~300 words, ~2 min reading time
This short chapter summarizes some of what came before, and also makes clearer the main purpose: Marx was trying to show that the rate of profit is typically not independent of the size of the capital involved. This view (which Marx attributes to the German socialist Rodbertus) claims that capital and profit levels move in lock-step – so a 20% increase in capital and 20% increase in profit would go together, so that the rate of profit would be unaffected. Marx claims that this is true in only two cases: First, if there’s a change in the value of the monetary commodity. In that case, it’s not really that capital and profit are both increasing by 20%, it’s that gold (or the dollar or whatever) is decreasing in value by 20%. So, here, there is actually no “real” (inflation adjusted) change in either capital or profit – only in its nominal (money) value. Second, if variable and constant capital move in lock-step, so that the ratio between the two does not change. (In modern terms, economists would say that the enterprise is changing by “replication”, a simple repeating of the same process an extra time, half a time or whatever.)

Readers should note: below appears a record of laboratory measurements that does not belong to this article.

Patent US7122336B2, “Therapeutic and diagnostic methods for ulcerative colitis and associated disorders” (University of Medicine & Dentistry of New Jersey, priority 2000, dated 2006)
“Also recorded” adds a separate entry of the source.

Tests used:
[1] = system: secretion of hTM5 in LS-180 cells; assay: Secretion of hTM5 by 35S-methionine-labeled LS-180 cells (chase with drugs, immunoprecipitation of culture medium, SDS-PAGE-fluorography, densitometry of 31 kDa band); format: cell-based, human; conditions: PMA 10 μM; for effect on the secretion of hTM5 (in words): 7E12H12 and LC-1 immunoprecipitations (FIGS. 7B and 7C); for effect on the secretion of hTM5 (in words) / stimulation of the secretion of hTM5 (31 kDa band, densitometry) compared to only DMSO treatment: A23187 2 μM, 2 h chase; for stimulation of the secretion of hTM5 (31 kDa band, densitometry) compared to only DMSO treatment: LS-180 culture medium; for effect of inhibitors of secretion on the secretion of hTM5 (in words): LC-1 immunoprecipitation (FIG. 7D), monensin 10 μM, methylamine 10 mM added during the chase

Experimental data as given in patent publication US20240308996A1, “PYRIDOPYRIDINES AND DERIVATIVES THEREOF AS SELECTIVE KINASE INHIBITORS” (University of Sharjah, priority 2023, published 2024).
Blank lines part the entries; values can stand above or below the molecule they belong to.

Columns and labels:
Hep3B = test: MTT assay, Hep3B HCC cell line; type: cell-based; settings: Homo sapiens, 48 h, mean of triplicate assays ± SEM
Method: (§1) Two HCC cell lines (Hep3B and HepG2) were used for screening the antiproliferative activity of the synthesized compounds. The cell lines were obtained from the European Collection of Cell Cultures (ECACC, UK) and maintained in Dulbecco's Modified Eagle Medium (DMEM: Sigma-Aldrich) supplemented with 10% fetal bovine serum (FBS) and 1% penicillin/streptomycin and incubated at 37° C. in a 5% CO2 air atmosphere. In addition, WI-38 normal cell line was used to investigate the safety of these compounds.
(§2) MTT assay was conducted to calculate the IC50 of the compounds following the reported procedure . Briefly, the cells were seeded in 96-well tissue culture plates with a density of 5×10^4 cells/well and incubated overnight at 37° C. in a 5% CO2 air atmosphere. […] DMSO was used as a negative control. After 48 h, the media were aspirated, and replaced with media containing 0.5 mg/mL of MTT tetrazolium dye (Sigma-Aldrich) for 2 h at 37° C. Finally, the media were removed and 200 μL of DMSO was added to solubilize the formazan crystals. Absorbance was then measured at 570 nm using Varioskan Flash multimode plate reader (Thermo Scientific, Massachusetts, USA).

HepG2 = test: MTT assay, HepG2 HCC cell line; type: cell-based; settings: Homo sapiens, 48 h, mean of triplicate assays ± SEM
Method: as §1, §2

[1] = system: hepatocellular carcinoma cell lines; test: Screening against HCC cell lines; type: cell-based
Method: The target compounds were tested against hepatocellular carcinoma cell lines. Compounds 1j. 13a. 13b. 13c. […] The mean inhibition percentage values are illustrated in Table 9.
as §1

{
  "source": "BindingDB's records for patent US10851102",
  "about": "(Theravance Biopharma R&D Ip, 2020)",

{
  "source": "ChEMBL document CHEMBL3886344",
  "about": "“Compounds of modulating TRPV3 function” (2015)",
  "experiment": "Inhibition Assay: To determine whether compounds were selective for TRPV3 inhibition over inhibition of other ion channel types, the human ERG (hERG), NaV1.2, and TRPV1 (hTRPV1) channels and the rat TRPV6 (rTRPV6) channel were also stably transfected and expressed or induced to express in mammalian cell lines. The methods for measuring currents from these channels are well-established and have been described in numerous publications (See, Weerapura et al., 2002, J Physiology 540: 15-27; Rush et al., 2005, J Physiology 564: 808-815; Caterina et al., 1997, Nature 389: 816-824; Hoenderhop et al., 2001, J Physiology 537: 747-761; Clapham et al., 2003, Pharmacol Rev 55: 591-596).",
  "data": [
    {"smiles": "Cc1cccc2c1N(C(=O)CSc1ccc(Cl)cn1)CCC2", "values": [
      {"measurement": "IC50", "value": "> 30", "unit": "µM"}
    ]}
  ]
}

Why It Matters
Marx’s view of distribution and cycles are closely tied with the fact that there is a connection between capital accumulation and the rate of profit, I suspect. So, this is going to play a bigger role when we reach that point.
Where Marx Goes Wrong
Here, Marx’s comments are few enough, and mostly in the form of a recap and application against Rodbertus that I don’t have any specific objections that wouldn’t show up elsewhere.